Use it or lose it

I found myself a little bogged down in the book I was reading the other day and in need of something a little lighter. I had finally ordered and received Losing It by Emma Rathbone, a book I’d been looking forward to for quite awhile, so I started reading that in the early hours of Monday morning. I finished it Monday night—but that’s solely a testament to the number of pages in the book, not necessarily my enjoyment of the story.

51et4gsknjlLosing It follows Julia Greenfield, 26 years old and aimless, as she leaves behind a dead-end job and a lackluster apartment in Arlington, VA, to spend the summer with her Aunt Vivienne in Durham, NC. But what sets this book apart from the expected fare of a young woman uprooting her life to reinvent herself is the one interesting fact that really drew me to the story in the first place: Julia is a 26-year-old virgin, and she’s determined to make this the summer she finally—you guessed it—loses it.

Things get off to a rocky start in Durham for Julia. Her aunt is a hospice worker and a part-time artist who paints plates with unique scenes of everything from rural life to the legend of King Arthur, and though they clicked when Julia was a kid, they now can’t seem to get comfortable with each other. Julia gets another dead-end office job to make a little money and goes on a few dates that all end poorly (these moments, if a bit enhanced for dramatic effect, played really well). But things begin to get a little more complicated for Julia when she discovers two things: there’s an older lawyer at work who might be interested in her (despite secrets of his own) and Vivienne is also a virgin. Continue reading Use it or lose it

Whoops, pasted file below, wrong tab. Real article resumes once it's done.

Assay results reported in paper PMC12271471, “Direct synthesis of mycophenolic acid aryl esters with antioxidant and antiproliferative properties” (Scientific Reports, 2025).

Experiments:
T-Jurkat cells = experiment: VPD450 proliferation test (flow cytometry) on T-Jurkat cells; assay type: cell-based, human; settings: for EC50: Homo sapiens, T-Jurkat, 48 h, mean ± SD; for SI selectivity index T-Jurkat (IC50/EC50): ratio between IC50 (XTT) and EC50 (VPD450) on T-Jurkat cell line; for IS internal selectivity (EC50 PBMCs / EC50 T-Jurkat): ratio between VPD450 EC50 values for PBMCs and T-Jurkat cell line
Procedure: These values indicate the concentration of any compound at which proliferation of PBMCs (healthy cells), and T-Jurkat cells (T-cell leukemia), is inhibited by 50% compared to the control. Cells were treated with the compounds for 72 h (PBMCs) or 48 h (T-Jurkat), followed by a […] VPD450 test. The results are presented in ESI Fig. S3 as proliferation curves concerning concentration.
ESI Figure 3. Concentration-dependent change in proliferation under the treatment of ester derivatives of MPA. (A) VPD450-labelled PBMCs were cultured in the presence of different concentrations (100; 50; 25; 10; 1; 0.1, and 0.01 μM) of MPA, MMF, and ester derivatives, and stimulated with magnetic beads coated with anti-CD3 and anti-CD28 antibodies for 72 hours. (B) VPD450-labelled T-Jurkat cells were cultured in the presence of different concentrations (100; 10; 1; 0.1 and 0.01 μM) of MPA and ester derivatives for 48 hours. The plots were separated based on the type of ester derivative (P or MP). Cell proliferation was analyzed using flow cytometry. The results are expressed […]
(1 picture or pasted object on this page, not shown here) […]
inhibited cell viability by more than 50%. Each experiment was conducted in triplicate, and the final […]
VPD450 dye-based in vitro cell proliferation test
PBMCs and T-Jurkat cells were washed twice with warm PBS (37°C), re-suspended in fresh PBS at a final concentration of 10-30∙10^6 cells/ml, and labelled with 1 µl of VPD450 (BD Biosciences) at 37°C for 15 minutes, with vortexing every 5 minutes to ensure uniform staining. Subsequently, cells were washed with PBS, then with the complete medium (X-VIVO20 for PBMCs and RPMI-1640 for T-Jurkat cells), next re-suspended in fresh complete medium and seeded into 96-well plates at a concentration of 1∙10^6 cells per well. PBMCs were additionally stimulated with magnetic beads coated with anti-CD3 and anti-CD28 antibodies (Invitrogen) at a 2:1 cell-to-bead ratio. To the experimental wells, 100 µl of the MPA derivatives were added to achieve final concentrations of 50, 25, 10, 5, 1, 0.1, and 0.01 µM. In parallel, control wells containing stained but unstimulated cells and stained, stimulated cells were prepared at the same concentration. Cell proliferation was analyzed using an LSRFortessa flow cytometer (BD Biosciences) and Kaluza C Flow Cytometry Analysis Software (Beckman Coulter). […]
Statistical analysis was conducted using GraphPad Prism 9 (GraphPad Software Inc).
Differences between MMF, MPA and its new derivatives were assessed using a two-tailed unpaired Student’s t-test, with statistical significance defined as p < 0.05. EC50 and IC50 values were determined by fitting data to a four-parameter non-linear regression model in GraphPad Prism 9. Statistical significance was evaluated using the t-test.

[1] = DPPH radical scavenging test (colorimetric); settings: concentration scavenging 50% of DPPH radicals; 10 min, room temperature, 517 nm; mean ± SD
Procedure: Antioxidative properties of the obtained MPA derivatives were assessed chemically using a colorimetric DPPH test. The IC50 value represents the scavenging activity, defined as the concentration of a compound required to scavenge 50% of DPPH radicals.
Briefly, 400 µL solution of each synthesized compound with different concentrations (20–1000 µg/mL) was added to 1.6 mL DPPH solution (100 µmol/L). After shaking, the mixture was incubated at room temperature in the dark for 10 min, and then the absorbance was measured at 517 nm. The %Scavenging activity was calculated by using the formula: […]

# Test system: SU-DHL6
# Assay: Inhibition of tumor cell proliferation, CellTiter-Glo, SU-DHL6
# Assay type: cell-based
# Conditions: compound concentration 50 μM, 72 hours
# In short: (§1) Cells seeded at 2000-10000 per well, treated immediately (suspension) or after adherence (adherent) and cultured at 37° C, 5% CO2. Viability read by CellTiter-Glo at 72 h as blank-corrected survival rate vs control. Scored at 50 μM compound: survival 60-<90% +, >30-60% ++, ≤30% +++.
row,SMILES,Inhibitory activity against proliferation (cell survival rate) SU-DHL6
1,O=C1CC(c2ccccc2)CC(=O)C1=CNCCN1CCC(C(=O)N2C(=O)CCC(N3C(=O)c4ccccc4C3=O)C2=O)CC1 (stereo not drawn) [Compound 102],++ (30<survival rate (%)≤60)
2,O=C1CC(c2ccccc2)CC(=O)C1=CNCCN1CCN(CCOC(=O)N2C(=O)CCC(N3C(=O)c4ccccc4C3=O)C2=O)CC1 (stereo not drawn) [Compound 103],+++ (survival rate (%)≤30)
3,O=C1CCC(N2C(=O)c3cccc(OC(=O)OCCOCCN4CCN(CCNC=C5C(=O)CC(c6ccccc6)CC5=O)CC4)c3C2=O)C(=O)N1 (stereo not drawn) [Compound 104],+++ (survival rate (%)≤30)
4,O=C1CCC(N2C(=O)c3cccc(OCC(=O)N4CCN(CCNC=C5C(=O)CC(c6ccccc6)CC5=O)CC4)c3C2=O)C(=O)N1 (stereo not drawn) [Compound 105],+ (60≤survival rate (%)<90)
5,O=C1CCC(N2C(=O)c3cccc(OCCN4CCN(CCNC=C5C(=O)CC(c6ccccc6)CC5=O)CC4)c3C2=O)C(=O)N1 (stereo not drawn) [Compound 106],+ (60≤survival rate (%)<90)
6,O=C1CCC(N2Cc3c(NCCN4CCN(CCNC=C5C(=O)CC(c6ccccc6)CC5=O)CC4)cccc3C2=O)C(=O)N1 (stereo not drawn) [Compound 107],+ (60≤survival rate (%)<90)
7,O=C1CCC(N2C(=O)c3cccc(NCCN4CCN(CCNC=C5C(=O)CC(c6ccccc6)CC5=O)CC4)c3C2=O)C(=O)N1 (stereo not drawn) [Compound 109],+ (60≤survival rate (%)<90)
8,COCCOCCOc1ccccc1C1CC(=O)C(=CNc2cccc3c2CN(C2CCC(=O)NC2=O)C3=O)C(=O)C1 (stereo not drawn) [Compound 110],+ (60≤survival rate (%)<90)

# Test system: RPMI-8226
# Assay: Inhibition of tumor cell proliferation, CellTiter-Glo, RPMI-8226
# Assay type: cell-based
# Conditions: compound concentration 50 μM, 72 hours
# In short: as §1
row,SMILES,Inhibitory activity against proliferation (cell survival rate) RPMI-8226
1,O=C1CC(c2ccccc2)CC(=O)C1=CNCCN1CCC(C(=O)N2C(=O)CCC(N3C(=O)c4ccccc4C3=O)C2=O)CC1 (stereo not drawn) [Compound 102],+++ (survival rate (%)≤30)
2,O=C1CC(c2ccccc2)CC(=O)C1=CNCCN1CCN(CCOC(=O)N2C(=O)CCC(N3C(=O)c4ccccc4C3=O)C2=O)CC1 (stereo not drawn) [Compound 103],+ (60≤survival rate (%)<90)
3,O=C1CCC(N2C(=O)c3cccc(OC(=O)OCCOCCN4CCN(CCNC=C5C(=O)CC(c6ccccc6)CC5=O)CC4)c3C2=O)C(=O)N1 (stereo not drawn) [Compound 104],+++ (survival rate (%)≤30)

Can’t stop, won’t stop reading Alpha Flight

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THANKS, CANADA!

I recently wrote up a list of helpful comics for those considering a move to Canada (for absolutely no reason whatsoever) for Book Riot. As my blog is a safe space, I can admit here that I basically reverse-engineered the entire list because I desperately needed to talk about my new favorite superhero team: Alpha Flight.

81ru-zbq4jlEven in a time when a bit overwhelmed at work, desperate to understand what’s going on with my country, trying to read as many spy books as humanly possible, and am now officially about five months behind on all the series on my pull list, I’ve been using my spare time to read, think about, or fancast Alpha Flight. For those unfamiliar, Alpha Flight is basically Canada’s answer to the Avengers (and personally, I think it’s very rude that the Avengers, a bunch of American heroes based in the U.S., claimed the title “Earth’s Mightiest Heroes”). Their leader is James MacDonald Hudson, better known as Guardian, who joins the ranks of men like Captain America and Captain Britain by wearing his country’s flag proudly as a form-fitting spandex uniform. The rest of the team is made up of a distinctive cast of characters from across Canada. Continue reading Can’t stop, won’t stop reading Alpha Flight